Audubon was an artist who painted the most exquisite images of North American birds, and printed them in a huge and exquisite book.There are nine copies in existence, three in Russia, and it is the most expensive book in the world, according to the Guinness Book of Records. Alan, the bookselller, had found a dealer who knew someone in Petersburg with an avenue to someone who might be willing to establish a consortium and sell one of the three Russian copies of the book. I have to say, Bob and I both thought the whole deal stank, and that it was likely to lead Alan into some seriously bad company. But this was in the days before the internet, and Alan was confident it would all happen. Of course it didn't. And then poor old Bob upped and died. I still have a couple of his articles, one on Roots, the other on the Grateful Dead, in a German journal of American Studies called Stars und Träume, Stars and Dreams. It was that phrase, and the strange set of consequences linking the East Village circa 1962, my old dead dad, Russia in the moment immediately before the collapse of socialism, the task I'd set myself of talking about Peckinpah's movie at a Dylan conference in Liverpool in 1999 and Audubon's exquisite birds. Wings.
Rilke's angel is a messenger. The power and awe the angel inspires derives from two aspects - that the angel is not, and is more than, human, and that the angel communicates between two worlds, two incommensurable orders of being.
The co-presence of different worlds is mysterious. But there are analogies with human experience. The French psychoanalyst Lacan has, as the title of one of his seminars, the phrase 'être-ange', literally 'being angel', a phrase that, when spoken, sounds like 'étrange', stange. One translation refers to 'the angel of the odd', doubling Lacan's angel with the famous one by Paul Klee so memorably described by Walter Benjamin as being driven backwards out of paradise by a storm called progress.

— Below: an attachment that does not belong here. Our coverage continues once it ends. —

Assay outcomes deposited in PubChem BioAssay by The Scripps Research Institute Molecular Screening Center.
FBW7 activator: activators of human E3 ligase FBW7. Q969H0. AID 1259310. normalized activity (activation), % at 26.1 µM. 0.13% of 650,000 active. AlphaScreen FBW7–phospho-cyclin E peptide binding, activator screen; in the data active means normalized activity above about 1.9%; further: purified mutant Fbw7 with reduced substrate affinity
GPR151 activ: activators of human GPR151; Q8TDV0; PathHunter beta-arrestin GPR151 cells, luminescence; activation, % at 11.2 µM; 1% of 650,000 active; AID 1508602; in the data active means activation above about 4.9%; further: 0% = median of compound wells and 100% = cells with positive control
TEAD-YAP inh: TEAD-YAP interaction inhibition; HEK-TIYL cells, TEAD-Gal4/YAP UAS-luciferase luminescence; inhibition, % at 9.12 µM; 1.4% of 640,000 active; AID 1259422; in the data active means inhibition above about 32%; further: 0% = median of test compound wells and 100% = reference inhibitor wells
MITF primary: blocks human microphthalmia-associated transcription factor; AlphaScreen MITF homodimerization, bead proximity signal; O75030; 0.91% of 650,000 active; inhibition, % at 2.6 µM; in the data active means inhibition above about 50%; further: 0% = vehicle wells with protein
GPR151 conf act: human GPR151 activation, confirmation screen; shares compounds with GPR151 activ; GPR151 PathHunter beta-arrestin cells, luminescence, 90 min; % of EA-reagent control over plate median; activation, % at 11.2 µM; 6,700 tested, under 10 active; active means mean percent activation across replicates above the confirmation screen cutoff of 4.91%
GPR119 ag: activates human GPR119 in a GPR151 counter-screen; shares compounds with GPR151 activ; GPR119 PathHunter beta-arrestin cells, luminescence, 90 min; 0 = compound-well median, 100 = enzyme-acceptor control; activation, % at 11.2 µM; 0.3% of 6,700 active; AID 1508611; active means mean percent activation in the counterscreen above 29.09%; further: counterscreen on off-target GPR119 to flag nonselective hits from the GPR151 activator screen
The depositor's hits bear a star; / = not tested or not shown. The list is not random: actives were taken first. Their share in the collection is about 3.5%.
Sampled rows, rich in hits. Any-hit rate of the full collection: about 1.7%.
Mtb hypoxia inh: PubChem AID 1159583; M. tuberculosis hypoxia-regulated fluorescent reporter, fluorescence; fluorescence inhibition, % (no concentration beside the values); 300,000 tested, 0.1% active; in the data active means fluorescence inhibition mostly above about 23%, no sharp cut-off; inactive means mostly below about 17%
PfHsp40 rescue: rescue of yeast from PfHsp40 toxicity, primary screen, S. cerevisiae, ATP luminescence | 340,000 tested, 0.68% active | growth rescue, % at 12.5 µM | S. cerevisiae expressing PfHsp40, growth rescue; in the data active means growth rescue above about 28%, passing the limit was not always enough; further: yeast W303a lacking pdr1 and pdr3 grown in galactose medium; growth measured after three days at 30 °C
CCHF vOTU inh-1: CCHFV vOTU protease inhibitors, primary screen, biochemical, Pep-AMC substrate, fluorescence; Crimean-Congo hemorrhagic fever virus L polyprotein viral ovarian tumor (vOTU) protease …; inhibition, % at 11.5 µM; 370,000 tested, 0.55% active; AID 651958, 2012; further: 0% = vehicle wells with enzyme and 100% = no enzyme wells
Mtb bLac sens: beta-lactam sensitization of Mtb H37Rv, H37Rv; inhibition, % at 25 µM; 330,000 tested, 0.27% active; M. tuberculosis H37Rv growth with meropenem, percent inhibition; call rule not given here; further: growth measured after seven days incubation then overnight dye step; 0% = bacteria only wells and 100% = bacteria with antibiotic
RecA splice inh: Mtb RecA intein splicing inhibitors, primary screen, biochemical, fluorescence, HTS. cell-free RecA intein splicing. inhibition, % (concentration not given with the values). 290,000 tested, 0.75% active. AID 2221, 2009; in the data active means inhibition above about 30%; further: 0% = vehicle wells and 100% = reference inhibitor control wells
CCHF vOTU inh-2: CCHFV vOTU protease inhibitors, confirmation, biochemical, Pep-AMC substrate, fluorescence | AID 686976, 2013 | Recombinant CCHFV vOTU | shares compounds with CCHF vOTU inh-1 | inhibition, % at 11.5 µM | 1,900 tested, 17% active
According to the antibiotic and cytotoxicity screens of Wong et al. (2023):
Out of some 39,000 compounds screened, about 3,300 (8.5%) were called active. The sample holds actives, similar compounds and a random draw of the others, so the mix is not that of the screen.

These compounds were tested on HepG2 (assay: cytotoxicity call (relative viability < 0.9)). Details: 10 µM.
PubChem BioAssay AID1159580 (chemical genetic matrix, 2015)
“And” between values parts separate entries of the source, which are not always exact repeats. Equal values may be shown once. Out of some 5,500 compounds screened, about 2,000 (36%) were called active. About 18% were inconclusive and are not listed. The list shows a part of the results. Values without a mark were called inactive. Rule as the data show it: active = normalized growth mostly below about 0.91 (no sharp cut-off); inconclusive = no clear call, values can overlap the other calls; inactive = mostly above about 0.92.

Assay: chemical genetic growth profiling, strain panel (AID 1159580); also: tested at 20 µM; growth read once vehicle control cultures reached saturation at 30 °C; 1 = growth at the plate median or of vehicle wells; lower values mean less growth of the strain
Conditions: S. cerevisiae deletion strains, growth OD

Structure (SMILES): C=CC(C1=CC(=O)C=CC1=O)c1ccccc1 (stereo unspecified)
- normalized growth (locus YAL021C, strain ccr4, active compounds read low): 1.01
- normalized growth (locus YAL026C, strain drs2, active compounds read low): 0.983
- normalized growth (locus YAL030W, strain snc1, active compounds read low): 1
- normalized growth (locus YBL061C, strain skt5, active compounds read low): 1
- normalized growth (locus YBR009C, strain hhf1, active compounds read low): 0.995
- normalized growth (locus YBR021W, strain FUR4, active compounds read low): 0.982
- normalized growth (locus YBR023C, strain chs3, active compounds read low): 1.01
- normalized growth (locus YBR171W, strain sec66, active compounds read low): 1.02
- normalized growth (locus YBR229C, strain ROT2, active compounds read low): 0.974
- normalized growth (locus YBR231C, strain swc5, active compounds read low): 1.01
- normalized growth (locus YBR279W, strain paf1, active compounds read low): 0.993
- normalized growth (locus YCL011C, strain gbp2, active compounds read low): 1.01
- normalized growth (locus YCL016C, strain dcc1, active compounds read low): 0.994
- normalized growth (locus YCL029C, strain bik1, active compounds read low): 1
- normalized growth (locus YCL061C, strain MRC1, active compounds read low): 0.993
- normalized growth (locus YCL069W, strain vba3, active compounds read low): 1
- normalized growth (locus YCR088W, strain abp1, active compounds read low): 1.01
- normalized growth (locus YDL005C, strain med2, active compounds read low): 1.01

In the end, all I managed to say was that Dylan (described in one of Allen Ginsberg's poems as angelic) has two roles, on the soundtrack and as a character, that almost never touch, except at one odd incidental moment when the lyric and the action match. I wanted to say that here two worlds intercepted. And that in a certain sense, their interchange was at once angelic - a dialogue of incommensurable universes, different dimensions – and mundane.
Because at the heart of my ideas and my idea of myself is a belief in beauty. Rilke's angel is, on the other hand, a figure of the sublime. The difference, for me, is between what is communicable - beauty - and what is beyond speech and understanding, and therefore beyond humanity, beyond change, and beyond history: the sublime. I am on the side of beauty, the changeable, the common, the sharable, beauty for which human beings have to take responsibility. I think I'm on the side of the angels, but maybe the angels are on no side at all, but in the interstices between what's understood and what isn't. My angels are not the voices of an eternal verity. They are the voices of what doesn't exist yet.
My angels come, not from eternity, not from what exists before all time, but from what does not exist at all, from the future. To that extent, my job, as a thinker, writer, teacher, and across all my life, is to bring angels into existence.